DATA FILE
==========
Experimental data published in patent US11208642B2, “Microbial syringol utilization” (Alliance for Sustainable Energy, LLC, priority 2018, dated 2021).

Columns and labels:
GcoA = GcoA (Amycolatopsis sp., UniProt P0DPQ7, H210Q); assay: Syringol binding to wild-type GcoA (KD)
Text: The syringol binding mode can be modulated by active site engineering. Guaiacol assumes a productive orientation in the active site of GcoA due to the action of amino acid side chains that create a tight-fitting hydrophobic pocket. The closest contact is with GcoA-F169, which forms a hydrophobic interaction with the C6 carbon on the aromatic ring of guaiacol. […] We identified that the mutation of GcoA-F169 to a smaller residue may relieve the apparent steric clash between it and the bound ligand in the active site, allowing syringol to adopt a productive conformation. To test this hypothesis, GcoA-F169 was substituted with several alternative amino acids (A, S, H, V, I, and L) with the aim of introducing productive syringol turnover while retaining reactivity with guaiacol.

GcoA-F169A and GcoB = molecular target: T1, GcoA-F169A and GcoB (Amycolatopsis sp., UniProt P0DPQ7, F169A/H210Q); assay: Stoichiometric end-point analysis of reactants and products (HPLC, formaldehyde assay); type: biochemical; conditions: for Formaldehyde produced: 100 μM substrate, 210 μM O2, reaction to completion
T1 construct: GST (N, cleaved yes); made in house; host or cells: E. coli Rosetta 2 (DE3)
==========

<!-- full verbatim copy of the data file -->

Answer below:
Experimental data published in patent US11208642B2, “Microbial syringol utilization” (Alliance for Sustainable Energy, LLC, priority 2018, dated 2021).

Columns and labels:
GcoA = GcoA (Amycolatopsis sp., UniProt P0DPQ7, H210Q); assay: Syringol binding to wild-type GcoA (KD)
Text: The syringol binding mode can be modulated by active site engineering. Guaiacol assumes a productive orientation in the active site of GcoA due to the action of amino acid side chains that create a tight-fitting hydrophobic pocket. The closest contact is with GcoA-F169, which forms a hydrophobic interaction with the C6 carbon on the aromatic ring of guaiacol. […] We identified that the mutation of GcoA-F169 to a smaller residue may relieve the apparent steric clash between it and the bound ligand in the active site, allowing syringol to adopt a productive conformation. To test this hypothesis, GcoA-F169 was substituted with several alternative amino acids (A, S, H, V, I, and L) with the aim of introducing productive syringol turnover while retaining reactivity with guaiacol.

GcoA-F169A and GcoB = molecular target: T1, GcoA-F169A and GcoB (Amycolatopsis sp., UniProt P0DPQ7, F169A/H210Q); assay: Stoichiometric end-point analysis of reactants and products (HPLC, formaldehyde assay); type: biochemical; conditions: for Formaldehyde produced: 100 μM substrate, 210 μM O2, reaction to completion
T1 construct: GST (N, cleaved yes); made in house; host or cells: E. coli Rosetta 2 (DE3)